It was an idea that struck Narayana Peesapaty thousands of feet above the ground—on a flight, while he was being served refreshments. What got this 38-year-old scientist thinking was the plastic cutlery accompanying that hot meal. In a jiffy, the concept of edible cutlery—spoons, forks and chopsticks that you don’t need to throw away after use, and are healthy and nutritive enough to eat—was born. And, even if they had to be disposed, they would degrade in less than a day. "The idea was to give an alternative to people who do not want to use plastics," says Peesapaty, a Master in Forestry Management with over 16 years of consulting and research experience behind him. That was 2004.
It took Peesapaty, a former scientist at ICRISAT in Hyderabad, another two years to give commercial shape to his idea. Peesapaty began by checking out the suitability of various cereal flours—wheat, rice and sorghum (johar)—as base for his edible cutlery. He finally zeroed in on sorghum as the base flour. Vegetable pulp—spinach, beetroot and carrot—were used to add colour and nutritive value to the cutlery. Spinach gave it a green shade, beetroot red and carrots brought out a yellow tinge.
The production line, comprising blenders, slicers, dyes and an oven, had to be designed and calibrated to ensure that the spoons retained their hardness, while not losing out on their taste and nutritive value.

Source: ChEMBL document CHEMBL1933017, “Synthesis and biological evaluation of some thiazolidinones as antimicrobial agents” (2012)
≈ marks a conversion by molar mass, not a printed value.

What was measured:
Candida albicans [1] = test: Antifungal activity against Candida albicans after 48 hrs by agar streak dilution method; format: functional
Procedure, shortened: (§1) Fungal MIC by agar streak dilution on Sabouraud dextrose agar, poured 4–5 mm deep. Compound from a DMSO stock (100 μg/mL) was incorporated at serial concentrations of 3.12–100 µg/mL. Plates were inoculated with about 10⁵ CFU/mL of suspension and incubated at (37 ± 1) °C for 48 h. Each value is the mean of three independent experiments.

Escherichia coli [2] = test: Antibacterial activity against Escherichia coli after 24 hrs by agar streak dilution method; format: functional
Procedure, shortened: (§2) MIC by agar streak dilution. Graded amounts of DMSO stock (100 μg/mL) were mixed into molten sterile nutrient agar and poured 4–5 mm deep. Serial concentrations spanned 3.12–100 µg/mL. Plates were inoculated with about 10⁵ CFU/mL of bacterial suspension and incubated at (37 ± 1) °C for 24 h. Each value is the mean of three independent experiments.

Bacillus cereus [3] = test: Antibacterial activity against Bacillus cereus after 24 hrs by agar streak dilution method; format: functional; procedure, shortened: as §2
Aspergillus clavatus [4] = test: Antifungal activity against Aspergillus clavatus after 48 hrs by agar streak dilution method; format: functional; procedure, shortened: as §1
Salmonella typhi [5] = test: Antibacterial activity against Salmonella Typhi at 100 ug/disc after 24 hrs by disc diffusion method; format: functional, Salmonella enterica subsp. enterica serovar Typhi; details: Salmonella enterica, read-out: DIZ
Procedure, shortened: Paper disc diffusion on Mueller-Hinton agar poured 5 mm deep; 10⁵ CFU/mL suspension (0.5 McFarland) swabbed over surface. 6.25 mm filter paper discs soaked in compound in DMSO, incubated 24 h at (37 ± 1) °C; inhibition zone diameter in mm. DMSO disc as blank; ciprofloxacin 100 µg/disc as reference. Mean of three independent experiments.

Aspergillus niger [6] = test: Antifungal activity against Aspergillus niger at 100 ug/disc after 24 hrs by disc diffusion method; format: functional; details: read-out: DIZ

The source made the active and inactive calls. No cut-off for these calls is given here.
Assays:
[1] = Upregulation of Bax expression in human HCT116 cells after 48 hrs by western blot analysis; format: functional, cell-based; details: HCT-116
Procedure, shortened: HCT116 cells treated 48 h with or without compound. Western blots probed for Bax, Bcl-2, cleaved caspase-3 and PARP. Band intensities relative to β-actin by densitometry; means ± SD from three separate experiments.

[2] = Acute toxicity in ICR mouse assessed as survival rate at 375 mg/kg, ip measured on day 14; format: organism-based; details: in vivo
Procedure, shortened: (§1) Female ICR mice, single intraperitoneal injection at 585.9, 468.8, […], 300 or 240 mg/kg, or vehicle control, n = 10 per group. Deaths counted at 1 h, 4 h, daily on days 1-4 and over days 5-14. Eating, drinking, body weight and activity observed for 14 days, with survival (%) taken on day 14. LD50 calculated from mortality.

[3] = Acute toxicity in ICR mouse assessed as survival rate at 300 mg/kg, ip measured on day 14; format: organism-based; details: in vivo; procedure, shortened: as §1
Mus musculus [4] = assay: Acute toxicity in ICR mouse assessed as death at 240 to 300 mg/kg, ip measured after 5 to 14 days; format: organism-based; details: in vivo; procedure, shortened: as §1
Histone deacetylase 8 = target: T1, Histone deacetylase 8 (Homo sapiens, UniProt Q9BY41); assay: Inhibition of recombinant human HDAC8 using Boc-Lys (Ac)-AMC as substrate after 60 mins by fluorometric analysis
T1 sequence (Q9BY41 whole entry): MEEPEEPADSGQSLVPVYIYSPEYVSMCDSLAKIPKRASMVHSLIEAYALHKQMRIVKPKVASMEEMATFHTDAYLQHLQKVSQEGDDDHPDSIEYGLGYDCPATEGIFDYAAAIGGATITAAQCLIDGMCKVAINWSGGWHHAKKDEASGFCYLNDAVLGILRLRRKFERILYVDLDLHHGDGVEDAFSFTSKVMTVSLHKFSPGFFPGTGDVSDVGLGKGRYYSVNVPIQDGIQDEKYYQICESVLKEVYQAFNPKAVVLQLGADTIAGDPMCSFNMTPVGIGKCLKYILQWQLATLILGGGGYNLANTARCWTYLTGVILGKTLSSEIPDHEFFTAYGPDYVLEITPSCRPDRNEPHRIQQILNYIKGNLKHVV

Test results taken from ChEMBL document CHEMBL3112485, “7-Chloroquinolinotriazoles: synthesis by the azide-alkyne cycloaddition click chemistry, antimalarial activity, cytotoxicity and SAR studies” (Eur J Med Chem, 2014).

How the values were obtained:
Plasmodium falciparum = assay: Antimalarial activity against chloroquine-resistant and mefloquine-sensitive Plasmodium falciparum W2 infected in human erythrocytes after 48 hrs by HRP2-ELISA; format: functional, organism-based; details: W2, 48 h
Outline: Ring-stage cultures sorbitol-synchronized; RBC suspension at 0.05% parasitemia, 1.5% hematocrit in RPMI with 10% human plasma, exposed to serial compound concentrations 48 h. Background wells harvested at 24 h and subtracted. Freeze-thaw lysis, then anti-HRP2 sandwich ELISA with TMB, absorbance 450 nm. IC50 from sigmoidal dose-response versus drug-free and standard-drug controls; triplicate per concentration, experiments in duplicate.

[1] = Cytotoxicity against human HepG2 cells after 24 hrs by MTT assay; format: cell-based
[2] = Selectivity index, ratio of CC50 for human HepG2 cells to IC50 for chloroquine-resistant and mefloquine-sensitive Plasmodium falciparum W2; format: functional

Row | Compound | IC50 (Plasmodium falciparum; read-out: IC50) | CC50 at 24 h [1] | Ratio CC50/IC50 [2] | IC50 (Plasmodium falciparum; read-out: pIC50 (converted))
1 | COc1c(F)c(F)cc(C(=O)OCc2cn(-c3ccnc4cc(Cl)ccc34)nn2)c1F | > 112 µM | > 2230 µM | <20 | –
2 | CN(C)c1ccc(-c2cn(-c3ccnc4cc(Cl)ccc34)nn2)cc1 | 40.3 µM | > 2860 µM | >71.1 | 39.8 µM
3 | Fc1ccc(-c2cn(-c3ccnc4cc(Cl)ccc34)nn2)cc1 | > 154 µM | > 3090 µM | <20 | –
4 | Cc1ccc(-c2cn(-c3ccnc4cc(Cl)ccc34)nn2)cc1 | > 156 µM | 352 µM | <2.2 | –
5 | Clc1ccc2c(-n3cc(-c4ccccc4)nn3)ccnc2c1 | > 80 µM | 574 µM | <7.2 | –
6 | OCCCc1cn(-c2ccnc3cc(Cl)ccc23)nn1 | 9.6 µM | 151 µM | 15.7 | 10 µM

Not only are they eco-friendly, they also contain sorghum and vegetable pulp, making them health-friendly and nutritious as well. Pretty neat idea, really. And a much-needed one; plastic is doing enough damage to the environment in India at present, not to mention the infrastructure. The railway people have already proposed replacing the huge numbers of plastic cups used by passengers for quick train platform chai with traditional clay cups (although they will probably have to be mass-produced). This idea has already been around in some form; ice-cream served in wafer cups, for instance. One may also see some pani-puri vendors on the streets of urban India serving their fare in bowls made of heat-pressed layered leaves (my uncle in Central India manufactures such leaf-based cutlery, and industries like these help provide employment to the forest folk too). I look forward to the day when these innovations catch on, and disposable plastic becomes a rare sight. Let us wish this entrepreneur all the best for his venture, and hope there are many more like him.